‘There’ve been nudity arguments in the past. I’ve said that I won’t do nudity, which isn’t entirely true. I’ve never come across something that I thought nudity was essential for.’ –Katharine Isabelle.
Yes, people, Katharine uses a body double, which should be every actor/actress’s right should they choose; unfortunately, some people do need stringing up and hacked apart American Mary-style. Katharine encountered this issue while shooting Freddy vs. Jason (2003), which she originally auditioned to play the part of Lori but director Ronnie Yu thought she’d better suit the role of Gibb; failing to inform her of the nude scenes. Without a doubt, there are some risqué moments in American Mary but they were tasteful, edgy and necessary to the story. It was Katharine’s performance as Mary that landed her the role of Margot Verger in Hannibal (2014-15); she’d also previously worked with creator Bryan Fuller on Carrie (2002). With another strong but flawed, complex character on her list, as well as being invited into such a dark, cleverly twisted show, it’s no surprise that Katharine feels so blessed. Her ability to take on scripts last minute and tackle the limited set time that comes with low-budget Canadian movies is a testament to her passion and dedication for film. She possesses an eccentricity that shines through in her acting and claims that the best way to make characters relatable and believable is to add a bit of tongue-in-cheek. We definitely see a lot of that in See No Evil 2 (2014, also directed by The Soska Sisters) and I’m confident that this was without any input from Jen and Sylvia! So, while Katharine isn’t exclusive to the horror genre, her sense of fun and love for shooting guns off on set, running around screaming, killing people and being altogether dark (and badass), we can rest assured that we’ll be seeing more of her!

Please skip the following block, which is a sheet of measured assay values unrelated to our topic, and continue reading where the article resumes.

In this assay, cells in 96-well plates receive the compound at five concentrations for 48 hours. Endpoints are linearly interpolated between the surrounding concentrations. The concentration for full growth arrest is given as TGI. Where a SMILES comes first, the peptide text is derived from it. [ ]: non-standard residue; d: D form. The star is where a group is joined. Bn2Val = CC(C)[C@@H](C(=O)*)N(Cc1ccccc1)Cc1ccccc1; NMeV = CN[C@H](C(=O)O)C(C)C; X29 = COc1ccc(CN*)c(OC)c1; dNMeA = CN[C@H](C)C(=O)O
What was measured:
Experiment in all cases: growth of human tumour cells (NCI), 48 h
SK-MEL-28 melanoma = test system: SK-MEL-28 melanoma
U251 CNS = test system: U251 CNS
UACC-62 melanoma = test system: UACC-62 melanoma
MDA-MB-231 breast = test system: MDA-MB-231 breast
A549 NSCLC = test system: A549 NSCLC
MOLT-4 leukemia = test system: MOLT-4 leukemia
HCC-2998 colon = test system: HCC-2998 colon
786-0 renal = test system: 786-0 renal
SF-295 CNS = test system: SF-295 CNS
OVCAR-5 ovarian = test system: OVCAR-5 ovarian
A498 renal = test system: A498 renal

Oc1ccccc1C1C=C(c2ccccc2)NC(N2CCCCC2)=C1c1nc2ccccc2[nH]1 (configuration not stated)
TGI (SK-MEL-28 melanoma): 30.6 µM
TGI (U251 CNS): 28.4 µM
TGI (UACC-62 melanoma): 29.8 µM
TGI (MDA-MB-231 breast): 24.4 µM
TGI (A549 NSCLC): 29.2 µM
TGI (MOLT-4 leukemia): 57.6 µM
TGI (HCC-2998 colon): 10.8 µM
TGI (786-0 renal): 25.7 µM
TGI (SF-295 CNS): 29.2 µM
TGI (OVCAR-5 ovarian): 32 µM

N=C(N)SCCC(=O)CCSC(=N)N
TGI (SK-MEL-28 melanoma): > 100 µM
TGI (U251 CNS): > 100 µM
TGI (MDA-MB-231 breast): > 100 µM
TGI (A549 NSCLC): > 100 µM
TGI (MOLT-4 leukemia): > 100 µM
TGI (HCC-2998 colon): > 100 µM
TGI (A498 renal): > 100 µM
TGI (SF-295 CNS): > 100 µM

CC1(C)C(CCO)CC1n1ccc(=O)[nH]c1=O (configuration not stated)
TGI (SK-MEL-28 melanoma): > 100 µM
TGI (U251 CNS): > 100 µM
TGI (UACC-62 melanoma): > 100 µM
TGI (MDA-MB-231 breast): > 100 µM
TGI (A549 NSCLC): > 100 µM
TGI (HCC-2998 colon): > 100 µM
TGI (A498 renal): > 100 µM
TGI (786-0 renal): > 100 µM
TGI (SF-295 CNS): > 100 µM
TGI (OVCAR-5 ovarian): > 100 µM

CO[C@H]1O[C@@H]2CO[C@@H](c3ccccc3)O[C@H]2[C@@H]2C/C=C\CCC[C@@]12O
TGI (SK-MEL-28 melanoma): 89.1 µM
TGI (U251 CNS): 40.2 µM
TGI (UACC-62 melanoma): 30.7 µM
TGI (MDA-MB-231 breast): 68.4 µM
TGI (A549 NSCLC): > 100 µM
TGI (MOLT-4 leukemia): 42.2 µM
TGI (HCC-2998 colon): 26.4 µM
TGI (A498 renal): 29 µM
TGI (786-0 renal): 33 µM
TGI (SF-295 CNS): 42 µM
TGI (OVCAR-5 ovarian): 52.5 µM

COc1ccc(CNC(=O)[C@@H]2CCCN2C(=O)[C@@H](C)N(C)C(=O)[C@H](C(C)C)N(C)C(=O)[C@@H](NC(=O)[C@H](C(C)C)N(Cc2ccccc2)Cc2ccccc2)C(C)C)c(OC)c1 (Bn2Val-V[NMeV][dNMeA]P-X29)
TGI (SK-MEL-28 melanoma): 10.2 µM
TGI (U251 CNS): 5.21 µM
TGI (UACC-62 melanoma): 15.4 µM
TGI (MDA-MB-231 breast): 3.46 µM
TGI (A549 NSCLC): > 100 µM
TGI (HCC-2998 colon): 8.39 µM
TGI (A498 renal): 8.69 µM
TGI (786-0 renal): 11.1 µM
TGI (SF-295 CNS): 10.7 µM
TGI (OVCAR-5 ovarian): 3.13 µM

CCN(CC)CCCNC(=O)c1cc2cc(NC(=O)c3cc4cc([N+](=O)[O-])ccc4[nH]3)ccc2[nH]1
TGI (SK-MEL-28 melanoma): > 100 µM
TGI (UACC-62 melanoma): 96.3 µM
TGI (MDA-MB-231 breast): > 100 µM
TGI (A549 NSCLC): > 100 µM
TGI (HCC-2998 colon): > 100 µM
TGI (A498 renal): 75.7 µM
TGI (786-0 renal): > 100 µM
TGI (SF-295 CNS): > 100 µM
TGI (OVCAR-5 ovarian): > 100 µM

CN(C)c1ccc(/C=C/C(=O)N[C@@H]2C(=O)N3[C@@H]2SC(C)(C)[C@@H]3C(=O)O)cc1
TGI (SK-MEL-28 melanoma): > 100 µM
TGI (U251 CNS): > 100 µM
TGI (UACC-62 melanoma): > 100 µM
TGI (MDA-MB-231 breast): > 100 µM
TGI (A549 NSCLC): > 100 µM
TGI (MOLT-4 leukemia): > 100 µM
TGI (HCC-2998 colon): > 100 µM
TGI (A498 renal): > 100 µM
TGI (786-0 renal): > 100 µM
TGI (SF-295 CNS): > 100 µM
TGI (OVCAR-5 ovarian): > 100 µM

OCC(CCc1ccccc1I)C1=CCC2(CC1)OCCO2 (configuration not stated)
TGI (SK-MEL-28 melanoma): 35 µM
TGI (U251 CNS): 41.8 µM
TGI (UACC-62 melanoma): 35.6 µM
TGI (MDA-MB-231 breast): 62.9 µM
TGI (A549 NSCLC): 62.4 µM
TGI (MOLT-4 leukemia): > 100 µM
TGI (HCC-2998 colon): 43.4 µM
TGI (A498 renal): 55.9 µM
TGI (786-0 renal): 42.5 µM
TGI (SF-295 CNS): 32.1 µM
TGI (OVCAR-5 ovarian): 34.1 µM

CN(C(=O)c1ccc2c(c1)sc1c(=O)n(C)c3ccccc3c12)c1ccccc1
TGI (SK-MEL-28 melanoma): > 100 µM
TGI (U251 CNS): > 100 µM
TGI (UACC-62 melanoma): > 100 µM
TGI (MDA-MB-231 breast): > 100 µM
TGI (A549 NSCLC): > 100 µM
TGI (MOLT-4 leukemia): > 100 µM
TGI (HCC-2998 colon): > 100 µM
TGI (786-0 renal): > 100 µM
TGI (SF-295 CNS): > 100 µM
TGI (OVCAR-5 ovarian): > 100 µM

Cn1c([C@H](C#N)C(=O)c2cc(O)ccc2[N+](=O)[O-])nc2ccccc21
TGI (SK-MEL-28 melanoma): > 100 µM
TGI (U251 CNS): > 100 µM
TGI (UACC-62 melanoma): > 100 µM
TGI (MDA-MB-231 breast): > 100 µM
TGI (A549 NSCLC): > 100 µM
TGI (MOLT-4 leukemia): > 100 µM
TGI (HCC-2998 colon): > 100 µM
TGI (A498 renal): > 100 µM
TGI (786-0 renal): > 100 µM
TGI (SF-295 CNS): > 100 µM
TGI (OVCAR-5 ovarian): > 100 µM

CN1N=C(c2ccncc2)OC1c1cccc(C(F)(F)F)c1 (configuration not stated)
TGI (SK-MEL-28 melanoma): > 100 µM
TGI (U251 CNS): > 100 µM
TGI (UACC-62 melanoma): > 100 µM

‘There’s no typical genre that I go for. I like things that are interesting, that are smart, that are original and unique.’ – Katharine Isabelle